There is nothing more scary in safety than not having control or at not being able to talk about controls. How strange that the subject of safety that is about risk and all about uncertainty should be so fixated on controls. Of course with control comes power but in safety when you read about controls and telling people what to do, there is never any discussion about power. Awareness about power is the elephant in the room for Safety.
One of the things that tends to attract people to safety is the power of power, the power to control. I find it interesting how many people come into safety from the military. Nothing is more seductive than earning the power to control over others with just a Cert 4 in safety. Telling others what they should and shouldn’t do is the power of this seduction. This is why Safety loves to talk about controls but never talks about associated power. BTW, there is plenty of talk about control in the AIHS BoK but nothing on the nature of power or the politics of power/control. Predictably, there is nothing in the BoK Chapter of Ethics on power either. How bizarre, because an understanding of power and politics is the beginning of developing an ethic. Of course, the AIHS BoK on Ethics all about duty and deontological ethics (https://safetyrisk.net/the-aihs-bok-and-ethics-check-your-gut/) and of course, no assumption of a deontological ethic is declared in the text.
Safety is one of those industries that tend to attract the wrong people. People who love telling, controlling and power tend to find safety seductive. What awesome power when you can be sacked by someone masked through the motive of care and zero. Where else can you get such raw and absolute power?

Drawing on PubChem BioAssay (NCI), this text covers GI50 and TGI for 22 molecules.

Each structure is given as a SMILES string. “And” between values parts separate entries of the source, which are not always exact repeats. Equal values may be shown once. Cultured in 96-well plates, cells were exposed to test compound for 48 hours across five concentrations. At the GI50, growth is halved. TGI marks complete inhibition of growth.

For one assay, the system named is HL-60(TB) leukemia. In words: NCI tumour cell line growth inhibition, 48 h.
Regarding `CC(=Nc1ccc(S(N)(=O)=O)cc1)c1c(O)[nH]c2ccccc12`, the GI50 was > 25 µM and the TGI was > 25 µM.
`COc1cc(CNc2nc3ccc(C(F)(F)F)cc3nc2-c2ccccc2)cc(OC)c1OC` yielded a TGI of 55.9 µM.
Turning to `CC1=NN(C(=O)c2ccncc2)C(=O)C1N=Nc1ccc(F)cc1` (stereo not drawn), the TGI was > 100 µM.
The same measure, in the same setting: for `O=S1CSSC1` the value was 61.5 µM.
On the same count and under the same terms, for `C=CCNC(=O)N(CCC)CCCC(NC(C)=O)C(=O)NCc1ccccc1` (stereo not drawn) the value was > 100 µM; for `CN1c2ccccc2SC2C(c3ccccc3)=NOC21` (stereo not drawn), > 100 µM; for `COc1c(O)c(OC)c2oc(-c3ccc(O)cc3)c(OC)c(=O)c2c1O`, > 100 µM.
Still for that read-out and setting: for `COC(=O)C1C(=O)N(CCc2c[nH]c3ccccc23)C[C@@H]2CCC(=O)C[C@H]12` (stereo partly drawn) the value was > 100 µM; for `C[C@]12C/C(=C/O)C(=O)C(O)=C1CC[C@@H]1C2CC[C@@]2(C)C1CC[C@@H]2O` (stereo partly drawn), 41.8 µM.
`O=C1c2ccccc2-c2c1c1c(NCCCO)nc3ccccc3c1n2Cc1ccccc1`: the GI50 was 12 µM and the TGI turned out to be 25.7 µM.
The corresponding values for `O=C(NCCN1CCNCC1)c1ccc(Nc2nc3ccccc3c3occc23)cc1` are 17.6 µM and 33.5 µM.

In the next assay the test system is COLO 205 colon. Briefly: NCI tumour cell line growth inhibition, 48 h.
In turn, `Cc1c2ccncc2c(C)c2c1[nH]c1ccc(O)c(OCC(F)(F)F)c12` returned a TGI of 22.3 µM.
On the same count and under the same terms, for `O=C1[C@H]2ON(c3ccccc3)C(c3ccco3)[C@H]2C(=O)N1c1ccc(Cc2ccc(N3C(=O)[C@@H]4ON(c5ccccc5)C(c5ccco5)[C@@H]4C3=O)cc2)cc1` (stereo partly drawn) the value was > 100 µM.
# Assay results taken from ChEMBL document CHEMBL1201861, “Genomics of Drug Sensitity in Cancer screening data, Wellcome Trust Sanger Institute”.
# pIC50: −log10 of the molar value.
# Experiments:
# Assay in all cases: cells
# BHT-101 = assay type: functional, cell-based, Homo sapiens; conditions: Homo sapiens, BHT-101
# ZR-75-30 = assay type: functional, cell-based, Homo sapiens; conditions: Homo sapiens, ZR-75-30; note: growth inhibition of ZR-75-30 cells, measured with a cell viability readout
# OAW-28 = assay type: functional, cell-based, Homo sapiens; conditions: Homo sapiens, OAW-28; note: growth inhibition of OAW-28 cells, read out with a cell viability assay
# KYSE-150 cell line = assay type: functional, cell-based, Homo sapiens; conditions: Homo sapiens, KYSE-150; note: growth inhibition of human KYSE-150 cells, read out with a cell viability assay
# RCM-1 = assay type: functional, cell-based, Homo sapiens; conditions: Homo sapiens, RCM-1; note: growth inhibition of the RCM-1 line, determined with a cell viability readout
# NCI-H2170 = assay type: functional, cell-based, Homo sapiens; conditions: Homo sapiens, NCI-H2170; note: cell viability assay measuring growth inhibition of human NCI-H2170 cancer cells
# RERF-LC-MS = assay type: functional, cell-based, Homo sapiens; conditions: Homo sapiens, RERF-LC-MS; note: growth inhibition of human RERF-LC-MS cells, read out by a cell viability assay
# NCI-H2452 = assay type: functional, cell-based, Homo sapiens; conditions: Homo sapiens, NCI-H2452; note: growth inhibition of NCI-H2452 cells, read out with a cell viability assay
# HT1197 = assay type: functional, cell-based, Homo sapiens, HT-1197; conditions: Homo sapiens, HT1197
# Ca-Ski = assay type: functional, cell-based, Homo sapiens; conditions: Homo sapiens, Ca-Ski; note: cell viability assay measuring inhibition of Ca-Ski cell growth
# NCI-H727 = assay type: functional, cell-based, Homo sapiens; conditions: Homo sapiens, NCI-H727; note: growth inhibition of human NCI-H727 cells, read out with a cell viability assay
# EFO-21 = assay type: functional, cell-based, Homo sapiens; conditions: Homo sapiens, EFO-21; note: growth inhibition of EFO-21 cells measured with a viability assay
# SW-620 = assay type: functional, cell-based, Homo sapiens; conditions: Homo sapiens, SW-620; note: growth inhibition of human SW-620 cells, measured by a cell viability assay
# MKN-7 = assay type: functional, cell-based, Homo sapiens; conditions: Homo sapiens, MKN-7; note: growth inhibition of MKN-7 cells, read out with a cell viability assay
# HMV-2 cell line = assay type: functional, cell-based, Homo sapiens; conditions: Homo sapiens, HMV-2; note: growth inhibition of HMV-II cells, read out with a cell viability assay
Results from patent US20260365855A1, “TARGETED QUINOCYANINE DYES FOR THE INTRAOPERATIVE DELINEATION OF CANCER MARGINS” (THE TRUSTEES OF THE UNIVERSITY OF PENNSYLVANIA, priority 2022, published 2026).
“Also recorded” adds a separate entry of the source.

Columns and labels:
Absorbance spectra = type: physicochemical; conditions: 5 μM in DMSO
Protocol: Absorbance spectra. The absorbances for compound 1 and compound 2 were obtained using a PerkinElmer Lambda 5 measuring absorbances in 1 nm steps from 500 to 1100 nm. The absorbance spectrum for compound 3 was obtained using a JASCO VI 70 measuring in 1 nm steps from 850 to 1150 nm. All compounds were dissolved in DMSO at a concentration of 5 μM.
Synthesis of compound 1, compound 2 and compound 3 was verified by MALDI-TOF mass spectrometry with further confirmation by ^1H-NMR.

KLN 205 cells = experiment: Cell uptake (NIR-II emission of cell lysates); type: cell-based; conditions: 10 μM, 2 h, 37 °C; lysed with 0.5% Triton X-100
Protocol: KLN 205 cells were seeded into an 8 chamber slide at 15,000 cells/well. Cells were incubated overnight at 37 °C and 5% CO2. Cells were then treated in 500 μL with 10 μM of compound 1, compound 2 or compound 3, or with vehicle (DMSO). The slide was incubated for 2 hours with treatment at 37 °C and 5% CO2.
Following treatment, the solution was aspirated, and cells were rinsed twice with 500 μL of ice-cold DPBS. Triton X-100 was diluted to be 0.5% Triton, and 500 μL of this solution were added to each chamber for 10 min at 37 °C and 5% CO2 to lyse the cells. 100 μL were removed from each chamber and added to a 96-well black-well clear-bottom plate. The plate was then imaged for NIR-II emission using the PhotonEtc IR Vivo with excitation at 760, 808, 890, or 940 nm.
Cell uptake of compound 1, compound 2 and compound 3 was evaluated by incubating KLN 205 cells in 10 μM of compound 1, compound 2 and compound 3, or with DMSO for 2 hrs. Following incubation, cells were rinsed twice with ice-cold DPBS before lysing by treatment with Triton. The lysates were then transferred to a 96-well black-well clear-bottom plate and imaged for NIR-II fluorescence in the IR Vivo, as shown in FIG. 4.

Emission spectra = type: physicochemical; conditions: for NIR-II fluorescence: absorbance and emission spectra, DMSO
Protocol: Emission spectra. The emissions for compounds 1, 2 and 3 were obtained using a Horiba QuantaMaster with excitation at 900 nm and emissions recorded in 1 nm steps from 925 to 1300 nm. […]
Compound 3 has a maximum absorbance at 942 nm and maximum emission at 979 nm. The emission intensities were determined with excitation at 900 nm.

If one is focused on learning then power and control cannot be your focus. If one if focused on helping (something attached to all professions except safety) then learning is about facilitation, discovery, creativity, innovation, faith, trust and the relinquishing of control. The pathway of learning is not the pathway of power or overpowering others. The least helpful thing in any situation of learning is telling.
One of the best blogs ever written on this site was by Rob Sams 6 years ago (https://safetyrisk.net/are-you-a-safety-crusader-or-a-safety-leader/). Rob is now a GM at Lifeline and enjoying his role in a helping profession outside of safety. Rob often refers to his first degree in safety as a ‘degree in objects’. One of the things that his blog captures so well is the attraction of crusaders to this industry. More than ever this industry doesn’t need any crusaders. Crusaders stifle learning and crusades are all about power. Learning is the way of humility and risk is not about the way knowing but rather helping.